In the Grow (Q & A)

The following question and answer columns are currently written by B. Rosie Lerner, Purdue Consumer Horticulture Extension Specialist and are distributed to news media around the state by the Purdue University Agricultural Communications. Columns from June 1995 - January 2006 were authored by Bev Shaw, Advanced Master Gardener.

April 1996

Q.Can you give me the proper way to freeze corn on the cob so it doesn’t lose its firmness? – Edward Serfin, Demotte, Ind. A. Sorry, but this is outside my area of expertise, and I don’t want to give advice on food preparation since improperly stored foods could actually cause one of my readers harm! Please contact the consumer and family science educator at your county Cooperative Extension Service office. He or she is specially […]

March 1996

Q. I’m moving into a new home where the previous owners had a small garden. What do I need to do this spring to prepare it for planting? Also, are the inexpensive seeds you buy at the department stores adequate, or should I go to a garden center? Is it better to plant seedlings than seeds? – Carrie Powell, West Lafayette, Ind. A. Start with a soil test of your new garden. Your Cooperative Extension Service office […]


February 1996

Q. This past summer, bugs ate the leaves off my turnips, squash, rutabagas, etc., in a short period of time while I was away from home. I had applied wood ashes mixed with water and dishwashing soap. What should I use rather than a toxic chemical? Also, should I transplant evergreens in the winter or early spring? When is the best time for transplanting? I also have several locust seedlings to move. I have a wood-burning […]

January 1996

Q. I have been told that applying lime around pecan trees will increase nut size. Is this true? If so, how much and how often should it be applied, or what should the pH be? Are the pH requirements the same for other nut trees? Do English walnut trees leave toxins in the soil as black walnuts do? Can an old English walnut be replaced with a young one at the same site? I have some […]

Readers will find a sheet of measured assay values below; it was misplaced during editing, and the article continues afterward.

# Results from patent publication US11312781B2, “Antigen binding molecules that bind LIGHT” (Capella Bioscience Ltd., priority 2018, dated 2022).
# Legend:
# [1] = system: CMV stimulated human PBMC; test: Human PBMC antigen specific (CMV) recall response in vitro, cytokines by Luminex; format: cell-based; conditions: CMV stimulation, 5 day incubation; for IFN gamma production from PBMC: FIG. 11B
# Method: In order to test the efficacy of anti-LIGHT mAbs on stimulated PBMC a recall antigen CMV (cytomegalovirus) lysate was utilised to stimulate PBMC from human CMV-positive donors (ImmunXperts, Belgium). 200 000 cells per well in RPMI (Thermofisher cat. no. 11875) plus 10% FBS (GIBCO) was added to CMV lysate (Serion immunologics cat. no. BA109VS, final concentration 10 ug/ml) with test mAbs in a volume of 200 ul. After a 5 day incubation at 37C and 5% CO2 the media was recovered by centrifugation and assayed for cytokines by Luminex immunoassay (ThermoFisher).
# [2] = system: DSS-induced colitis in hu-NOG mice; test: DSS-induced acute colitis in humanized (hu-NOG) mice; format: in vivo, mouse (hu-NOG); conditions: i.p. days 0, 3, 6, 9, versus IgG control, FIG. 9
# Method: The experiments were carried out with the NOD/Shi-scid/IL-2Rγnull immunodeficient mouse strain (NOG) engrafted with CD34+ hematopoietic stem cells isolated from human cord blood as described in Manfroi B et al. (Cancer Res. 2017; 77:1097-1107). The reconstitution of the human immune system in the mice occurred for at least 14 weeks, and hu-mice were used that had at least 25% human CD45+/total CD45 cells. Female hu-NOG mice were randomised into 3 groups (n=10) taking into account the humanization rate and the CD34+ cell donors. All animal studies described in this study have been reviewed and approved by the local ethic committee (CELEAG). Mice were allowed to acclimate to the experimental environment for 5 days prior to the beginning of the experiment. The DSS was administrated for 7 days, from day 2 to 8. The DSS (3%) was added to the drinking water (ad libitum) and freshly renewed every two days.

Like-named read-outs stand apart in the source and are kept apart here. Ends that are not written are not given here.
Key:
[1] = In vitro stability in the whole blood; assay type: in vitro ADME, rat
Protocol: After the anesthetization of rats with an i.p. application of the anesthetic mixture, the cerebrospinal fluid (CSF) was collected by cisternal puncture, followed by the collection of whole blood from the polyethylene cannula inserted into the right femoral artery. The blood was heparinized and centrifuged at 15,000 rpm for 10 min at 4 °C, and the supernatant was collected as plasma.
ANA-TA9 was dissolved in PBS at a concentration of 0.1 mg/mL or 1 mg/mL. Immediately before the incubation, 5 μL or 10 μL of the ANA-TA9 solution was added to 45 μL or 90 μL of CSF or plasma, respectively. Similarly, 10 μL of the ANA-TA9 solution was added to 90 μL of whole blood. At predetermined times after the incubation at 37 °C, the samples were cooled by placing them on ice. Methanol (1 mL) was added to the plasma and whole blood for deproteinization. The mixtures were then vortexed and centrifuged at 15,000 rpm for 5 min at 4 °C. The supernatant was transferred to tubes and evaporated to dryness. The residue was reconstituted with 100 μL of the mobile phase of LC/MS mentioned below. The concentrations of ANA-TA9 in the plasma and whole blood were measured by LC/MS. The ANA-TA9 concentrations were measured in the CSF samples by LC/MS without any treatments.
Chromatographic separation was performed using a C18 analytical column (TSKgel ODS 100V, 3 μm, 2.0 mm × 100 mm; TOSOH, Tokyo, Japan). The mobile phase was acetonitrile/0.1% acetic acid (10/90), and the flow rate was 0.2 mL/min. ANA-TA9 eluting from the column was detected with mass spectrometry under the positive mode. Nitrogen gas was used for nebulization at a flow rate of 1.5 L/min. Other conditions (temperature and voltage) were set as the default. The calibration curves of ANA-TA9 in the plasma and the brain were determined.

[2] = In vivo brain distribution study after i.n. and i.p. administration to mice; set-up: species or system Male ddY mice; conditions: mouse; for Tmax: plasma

December 1995

Q: I have been trying to raise tomatoes on trellises for several years with not too much success. I tried shorter trellises, several different fertilizers and ground-up eggshells for copper and calcium. My plants grew tall vines, went above the trellis by about 3 feet and fell over, ruining my pepper plants next to them. Also, I had brown spots on the tomatoes. I tried different varieties, so variety isn’t a factor. Could you enlighten me, […]

November 1995

Q. How do I get rid of these small, round, red-orange bugs that look like ladybugs? They are swarming on our screens, doors and porches trying to get in the house, and many of them succeed. Nothing seems to discourage them. If you happen to smash them, there is a terrible odor. I don’t know if they damage anything, but they sure are annoying. Thanks for all your useful answers. – Ellen Roe, Crawfordsville, Ind. A. I […]

October 1995

Q: I have a couple of very large tulip beds (700 to 1,000 bulbs), and I usually keep them weeded by hand after the tulips have died down in the spring. Would it be all right to spray the grass and weeds that come up in the beds with Roundup in July or August? It would be a lot easier than hand-weeding the beds all summer. But would this harm the tulip bulbs in the ground? […]


September 1995

Q. We have six flowering dogwood trees in our yard that are approximately 3 years old. (They have not flowered, yet.) Our yard is adjacent to a cornfield. Our problem is Japanese beetles. They especially like our dogwoods. According to publication E-75 from the Purdue University Cooperative Extension Service on Japanese beetles, flowering dogwoods are “relatively free of feeding by adult Japanese beetles.” Our dogwoods are not “relatively free.” Why are the Japanese beetles feeding on […]

August 1995

Q. For three consecutive years I’ve grown tomato plants and lost at least half of my harvest because the tomatoes rot on the vine. I’ve purchased several gardening books, and none seem to explain the problem. The rotting area starts from the bottom and spreads through until the whole fruit is rotten. I’ve even changed varieties, but with no luck. Is this a disease, or could I be doing something wrong? – Greg Faucett, Tell City, […]

July 1995

Q. What has happened to my peonies? This year my maroons are pink; my pinks are white. Then I have white, too. My red one has never changed colors. – Mary Harden, Clay City, Ind. A. Flower thrips occasionally feed on peonies, distorting the buds and flecking the petals with red or white. Thrips are most abundant between late spring and midsummer. They’re difficult to control because they’re usually protected by plant tissue, and they often reproduce […]

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